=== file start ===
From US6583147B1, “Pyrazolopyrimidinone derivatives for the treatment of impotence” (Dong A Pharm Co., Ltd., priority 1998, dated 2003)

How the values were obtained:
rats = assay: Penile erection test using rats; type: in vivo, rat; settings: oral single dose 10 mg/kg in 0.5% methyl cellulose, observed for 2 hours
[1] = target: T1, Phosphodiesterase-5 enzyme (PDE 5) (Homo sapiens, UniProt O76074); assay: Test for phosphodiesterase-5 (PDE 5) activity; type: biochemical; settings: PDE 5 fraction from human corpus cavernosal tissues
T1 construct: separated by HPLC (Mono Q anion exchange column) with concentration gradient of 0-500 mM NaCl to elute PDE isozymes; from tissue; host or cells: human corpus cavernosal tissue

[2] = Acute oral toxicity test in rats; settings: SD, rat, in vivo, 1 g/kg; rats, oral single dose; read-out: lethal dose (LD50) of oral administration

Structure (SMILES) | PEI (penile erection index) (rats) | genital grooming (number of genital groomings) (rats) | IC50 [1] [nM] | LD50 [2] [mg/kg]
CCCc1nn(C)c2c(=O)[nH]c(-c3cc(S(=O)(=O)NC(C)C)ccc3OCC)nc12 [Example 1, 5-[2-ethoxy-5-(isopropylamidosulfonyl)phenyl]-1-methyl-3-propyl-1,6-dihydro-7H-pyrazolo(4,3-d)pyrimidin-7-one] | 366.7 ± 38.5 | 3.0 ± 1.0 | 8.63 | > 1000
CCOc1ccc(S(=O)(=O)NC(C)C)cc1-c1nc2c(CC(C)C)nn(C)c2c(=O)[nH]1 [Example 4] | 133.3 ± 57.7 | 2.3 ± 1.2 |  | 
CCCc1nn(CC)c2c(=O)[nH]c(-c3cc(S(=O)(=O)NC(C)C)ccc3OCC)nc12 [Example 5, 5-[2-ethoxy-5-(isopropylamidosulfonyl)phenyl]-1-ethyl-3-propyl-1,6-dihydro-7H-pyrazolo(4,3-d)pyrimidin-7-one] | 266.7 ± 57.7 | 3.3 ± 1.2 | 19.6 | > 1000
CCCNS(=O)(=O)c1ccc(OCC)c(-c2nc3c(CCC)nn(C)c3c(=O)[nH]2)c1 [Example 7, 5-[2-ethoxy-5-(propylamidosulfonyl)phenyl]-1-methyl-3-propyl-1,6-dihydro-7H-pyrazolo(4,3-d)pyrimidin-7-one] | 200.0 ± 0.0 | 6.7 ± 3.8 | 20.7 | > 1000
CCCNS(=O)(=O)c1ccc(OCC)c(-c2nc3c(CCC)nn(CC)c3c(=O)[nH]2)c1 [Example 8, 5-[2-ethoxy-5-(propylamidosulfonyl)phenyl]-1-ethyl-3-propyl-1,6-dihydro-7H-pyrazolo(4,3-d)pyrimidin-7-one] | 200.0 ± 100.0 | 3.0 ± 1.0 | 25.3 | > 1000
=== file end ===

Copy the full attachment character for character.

From US6583147B1, “Pyrazolopyrimidinone derivatives for the treatment of impotence” (Dong A Pharm Co., Ltd., priority 1998, dated 2003)

How the values were obtained:
rats = assay: Penile erection test using rats; type: in vivo, rat; settings: oral single dose 10 mg/kg in 0.5% methyl cellulose, observed for 2 hours
[1] = target: T1, Phosphodiesterase-5 enzyme (PDE 5) (Homo sapiens, UniProt O76074); assay: Test for phosphodiesterase-5 (PDE 5) activity; type: biochemical; settings: PDE 5 fraction from human corpus cavernosal tissues
T1 construct: separated by HPLC (Mono Q anion exchange column) with concentration gradient of 0-500 mM NaCl to elute PDE isozymes; from tissue; host or cells: human corpus cavernosal tissue

[2] = Acute oral toxicity test in rats; settings: SD, rat, in vivo, 1 g/kg; rats, oral single dose; read-out: lethal dose (LD50) of oral administration

Structure (SMILES) | PEI (penile erection index) (rats) | genital grooming (number of genital groomings) (rats) | IC50 [1] [nM] | LD50 [2] [mg/kg]
CCCc1nn(C)c2c(=O)[nH]c(-c3cc(S(=O)(=O)NC(C)C)ccc3OCC)nc12 [Example 1, 5-[2-ethoxy-5-(isopropylamidosulfonyl)phenyl]-1-methyl-3-propyl-1,6-dihydro-7H-pyrazolo(4,3-d)pyrimidin-7-one] | 366.7 ± 38.5 | 3.0 ± 1.0 | 8.63 | > 1000
CCOc1ccc(S(=O)(=O)NC(C)C)cc1-c1nc2c(CC(C)C)nn(C)c2c(=O)[nH]1 [Example 4] | 133.3 ± 57.7 | 2.3 ± 1.2 |  | 
CCCc1nn(CC)c2c(=O)[nH]c(-c3cc(S(=O)(=O)NC(C)C)ccc3OCC)nc12 [Example 5, 5-[2-ethoxy-5-(isopropylamidosulfonyl)phenyl]-1-ethyl-3-propyl-1,6-dihydro-7H-pyrazolo(4,3-d)pyrimidin-7-one] | 266.7 ± 57.7 | 3.3 ± 1.2 | 19.6 | > 1000
CCCNS(=O)(=O)c1ccc(OCC)c(-c2nc3c(CCC)nn(C)c3c(=O)[nH]2)c1 [Example 7, 5-[2-ethoxy-5-(propylamidosulfonyl)phenyl]-1-methyl-3-propyl-1,6-dihydro-7H-pyrazolo(4,3-d)pyrimidin-7-one] | 200.0 ± 0.0 | 6.7 ± 3.8 | 20.7 | > 1000
CCCNS(=O)(=O)c1ccc(OCC)c(-c2nc3c(CCC)nn(CC)c3c(=O)[nH]2)c1 [Example 8, 5-[2-ethoxy-5-(propylamidosulfonyl)phenyl]-1-ethyl-3-propyl-1,6-dihydro-7H-pyrazolo(4,3-d)pyrimidin-7-one] | 200.0 ± 100.0 | 3.0 ± 1.0 | 25.3 | > 1000